The daily dish on Kansas City's food and drink scene
Des Moines offers championship barbecue, great art, great eats
11/08/2013 10:47 AM
11/08/2013 10:47 AM
If Grant Wood’s sister, Nan, and his dentist, Dr. B.H. McKeeby, could visit today’s Des Moines, they would be hard-pressed to maintain the stoic daughter/father expression Wood asked of them when he painted his classic “American Gothic.”
They could start with a barbecue feast at Smokey D’s, which would surely put smiles on their faces.
At the new joint at 1210 Locust Street they could get smoked pulled chicken, sliced turkey, sliced brisket, burnt ends, and pulled pork with baked beans, coleslaw or other sides. Ribs are available on Wednesdays only.
At first bite, especially with the burnt ends, they would understand why Smokey D’s competition barbecue team won Grand Champion at this year’s American Royal World Series of Barbecue. The meat needs no sauce, but since three styles of Russ Frank’s are on the table as the house sauce, why not try it? A little bit of the sweet tomato base sauce is a perfect complement to the meat. The mild sauce is gluten-free.
Although my blog job here is about barbecue, I can’t overlook other Des Moines perks that put a smile on my face during a recent Friday and Saturday adventure to Iowa’s capital city. Besides Smokey D’s, our group of four partook of art, gourmet cuisine, novelty cuisine and a self-guided tour of the historic gold-domed capitol building.
The art on display at the Des Moines Art Center would make Grant Wood proud that his “Birthplace of Herbert Hoover” is part of the collection. The current special exhibition, “Gravity and Grace, Monumental Works by El Anatsui,” would resonate with him. Wood, like El Anatsui, made sculptures with found objects.
One I especially like is his “Lilies of the Alley,” a painted found objects bouquet in a clay pot. It is at home in the Cedar Rapids Museum of Art, which houses the largest collection of Wood’s work.
El Anatsui has elevated the art of found objects to a stellar level. Photos aren’t allowed at the special exhibition, but his work is best seen in person anyway.
Before you see the exhibition in Des Moines, treat yourself to his huge piece, Dusasa I, installed in the Nelson-Atkins Museum of Art Bloch lobby. Like most of the pieces on display in Des Moines, it is made entirely of metal liquor bottle tops and scraps, held together with pieces of copper wire, orchestrated for color by the artist.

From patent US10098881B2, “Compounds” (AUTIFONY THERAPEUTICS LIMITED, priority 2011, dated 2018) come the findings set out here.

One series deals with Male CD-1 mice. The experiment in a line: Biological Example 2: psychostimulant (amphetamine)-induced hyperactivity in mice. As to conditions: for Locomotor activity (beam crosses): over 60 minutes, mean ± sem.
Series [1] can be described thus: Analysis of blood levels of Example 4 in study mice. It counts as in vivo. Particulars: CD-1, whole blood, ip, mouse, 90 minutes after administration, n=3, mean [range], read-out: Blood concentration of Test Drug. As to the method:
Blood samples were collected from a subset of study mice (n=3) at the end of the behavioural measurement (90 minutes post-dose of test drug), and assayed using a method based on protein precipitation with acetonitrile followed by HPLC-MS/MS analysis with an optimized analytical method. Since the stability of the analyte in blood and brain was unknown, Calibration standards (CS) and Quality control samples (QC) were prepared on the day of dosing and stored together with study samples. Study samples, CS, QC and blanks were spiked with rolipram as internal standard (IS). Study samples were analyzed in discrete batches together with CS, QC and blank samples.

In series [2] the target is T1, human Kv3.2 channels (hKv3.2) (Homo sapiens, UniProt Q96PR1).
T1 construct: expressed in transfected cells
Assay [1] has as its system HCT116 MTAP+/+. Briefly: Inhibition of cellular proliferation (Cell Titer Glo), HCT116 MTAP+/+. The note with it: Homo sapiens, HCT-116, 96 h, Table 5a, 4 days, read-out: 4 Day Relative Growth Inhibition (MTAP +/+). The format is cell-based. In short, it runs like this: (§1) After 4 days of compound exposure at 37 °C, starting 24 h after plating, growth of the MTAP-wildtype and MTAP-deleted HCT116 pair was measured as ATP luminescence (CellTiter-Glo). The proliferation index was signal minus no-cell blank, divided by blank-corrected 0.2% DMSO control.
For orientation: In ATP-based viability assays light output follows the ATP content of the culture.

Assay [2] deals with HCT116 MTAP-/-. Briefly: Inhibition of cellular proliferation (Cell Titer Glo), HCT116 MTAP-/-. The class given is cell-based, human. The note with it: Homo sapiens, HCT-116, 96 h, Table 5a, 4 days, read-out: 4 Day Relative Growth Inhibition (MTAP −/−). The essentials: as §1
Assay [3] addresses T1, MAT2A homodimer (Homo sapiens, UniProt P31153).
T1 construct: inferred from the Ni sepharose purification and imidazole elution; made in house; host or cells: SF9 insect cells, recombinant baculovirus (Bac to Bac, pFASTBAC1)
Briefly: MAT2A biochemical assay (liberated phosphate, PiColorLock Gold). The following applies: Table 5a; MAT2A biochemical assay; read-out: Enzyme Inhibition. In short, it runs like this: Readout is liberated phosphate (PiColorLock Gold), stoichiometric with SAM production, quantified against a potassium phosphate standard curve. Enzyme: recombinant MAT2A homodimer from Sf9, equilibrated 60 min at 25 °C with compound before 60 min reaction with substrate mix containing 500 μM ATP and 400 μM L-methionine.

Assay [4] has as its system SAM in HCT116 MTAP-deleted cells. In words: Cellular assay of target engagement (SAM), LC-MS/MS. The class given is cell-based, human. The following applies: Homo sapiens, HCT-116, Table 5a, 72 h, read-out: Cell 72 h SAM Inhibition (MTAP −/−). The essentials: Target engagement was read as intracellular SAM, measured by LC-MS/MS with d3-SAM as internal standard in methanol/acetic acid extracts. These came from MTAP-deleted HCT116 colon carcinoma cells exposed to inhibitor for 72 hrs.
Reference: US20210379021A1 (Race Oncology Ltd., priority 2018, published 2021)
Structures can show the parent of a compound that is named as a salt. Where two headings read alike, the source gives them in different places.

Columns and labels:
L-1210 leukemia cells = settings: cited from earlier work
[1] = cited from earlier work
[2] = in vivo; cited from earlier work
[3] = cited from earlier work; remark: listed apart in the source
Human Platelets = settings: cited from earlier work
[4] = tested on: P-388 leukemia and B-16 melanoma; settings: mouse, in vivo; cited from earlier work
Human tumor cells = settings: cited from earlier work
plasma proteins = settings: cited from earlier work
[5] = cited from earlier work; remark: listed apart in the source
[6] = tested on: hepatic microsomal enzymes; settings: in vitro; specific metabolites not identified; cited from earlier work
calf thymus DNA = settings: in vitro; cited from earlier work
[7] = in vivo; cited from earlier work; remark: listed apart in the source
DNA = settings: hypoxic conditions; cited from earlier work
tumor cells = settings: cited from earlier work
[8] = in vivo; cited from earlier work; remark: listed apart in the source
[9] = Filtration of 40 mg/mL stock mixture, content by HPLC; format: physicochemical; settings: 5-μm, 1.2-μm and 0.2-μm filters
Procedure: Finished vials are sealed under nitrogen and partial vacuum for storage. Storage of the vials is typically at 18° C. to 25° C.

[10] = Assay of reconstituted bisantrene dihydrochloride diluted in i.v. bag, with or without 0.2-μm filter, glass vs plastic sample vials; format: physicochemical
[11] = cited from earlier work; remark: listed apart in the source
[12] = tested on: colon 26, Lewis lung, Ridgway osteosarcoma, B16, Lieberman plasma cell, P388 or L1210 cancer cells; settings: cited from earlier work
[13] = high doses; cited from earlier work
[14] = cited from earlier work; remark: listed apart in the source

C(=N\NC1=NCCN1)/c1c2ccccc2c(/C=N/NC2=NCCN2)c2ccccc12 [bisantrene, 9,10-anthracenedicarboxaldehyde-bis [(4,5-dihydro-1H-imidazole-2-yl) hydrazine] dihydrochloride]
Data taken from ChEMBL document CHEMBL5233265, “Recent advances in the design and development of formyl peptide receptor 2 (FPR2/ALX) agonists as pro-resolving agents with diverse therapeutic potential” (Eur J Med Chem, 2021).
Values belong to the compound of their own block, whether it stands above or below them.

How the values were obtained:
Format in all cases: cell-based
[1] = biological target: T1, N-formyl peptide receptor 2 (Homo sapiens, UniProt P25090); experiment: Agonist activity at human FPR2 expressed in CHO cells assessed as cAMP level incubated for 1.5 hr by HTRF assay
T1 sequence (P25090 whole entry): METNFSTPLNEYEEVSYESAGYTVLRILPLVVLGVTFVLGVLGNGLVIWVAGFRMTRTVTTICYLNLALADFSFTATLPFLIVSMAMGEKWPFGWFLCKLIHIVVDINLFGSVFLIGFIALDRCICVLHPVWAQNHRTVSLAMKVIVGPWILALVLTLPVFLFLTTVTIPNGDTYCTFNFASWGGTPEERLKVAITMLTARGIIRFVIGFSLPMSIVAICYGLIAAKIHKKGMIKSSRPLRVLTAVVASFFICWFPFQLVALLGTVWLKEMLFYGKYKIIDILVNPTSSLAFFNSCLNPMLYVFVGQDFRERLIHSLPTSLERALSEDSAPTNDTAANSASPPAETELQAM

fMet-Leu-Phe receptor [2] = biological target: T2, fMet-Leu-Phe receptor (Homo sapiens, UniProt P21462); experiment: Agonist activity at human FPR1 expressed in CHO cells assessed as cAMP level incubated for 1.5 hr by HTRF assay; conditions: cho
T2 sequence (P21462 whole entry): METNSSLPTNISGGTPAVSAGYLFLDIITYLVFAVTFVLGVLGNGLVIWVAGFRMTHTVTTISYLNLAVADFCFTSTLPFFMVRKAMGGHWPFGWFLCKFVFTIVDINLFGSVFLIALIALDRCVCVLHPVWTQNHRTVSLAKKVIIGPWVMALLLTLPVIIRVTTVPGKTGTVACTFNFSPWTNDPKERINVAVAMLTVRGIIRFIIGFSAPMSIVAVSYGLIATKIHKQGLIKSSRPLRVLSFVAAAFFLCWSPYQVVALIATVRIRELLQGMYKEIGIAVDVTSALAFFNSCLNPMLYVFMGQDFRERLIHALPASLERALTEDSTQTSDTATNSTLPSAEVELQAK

I wish there were enough metal scraps from barbecue sauce bottles to inspire El Anatsui. Since most are made of plastic or glass, with black, white, red or yellow lids, I don’t see that happening. The exhibit will be in Des Moines until Feb. 9, 2014.
Some of the most remarkable non-barbecue cuisine I’ve ever enjoyed was prepared by Chef Sean Wilson at Proof on Locust, just down the street from Smokey D’s. It is near the Des Moines Art Center’s John and Mary Pappajohn Sculpture Park. If you book a reservation, arrive early enough to explore the sculpture garden. It’s a downtown gem.
Our burger hunger was amply satisfied at Zombie Burger Drink Lab. The hour wait “to be eated” allowed time to purchase a bottle of small batch Templeton Rye, available only in Iowa, and explore the state capitol building.
I’ll make a return trip to Des Moines to feast on a slab of Smokey D’s ribs and check out some other local barbecue joints. Servers, hotel staff and shop proprietors told me they get a lot of business from Kansas City. You’ll see why if you haven’t explored Des Moines lately.
Ardie Davis is an iconic figure in the barbecue community. He founded a sauce contest on his backyard patio in 1984 that became the American Royal International Barbecue Sauce, Rub Baste contest. He is a charter member of the Kansas City Barbeque Society and an inductee into the KCBS’s Hall of Flame. He has been interviewed on numerous food shows and writes for a variety of barbecue-related publications. He is also the author of a number of barbecue books, His most recent release book is “America’s Best BBQ Homestyle: What Champions Cook in Their Own Backyards.”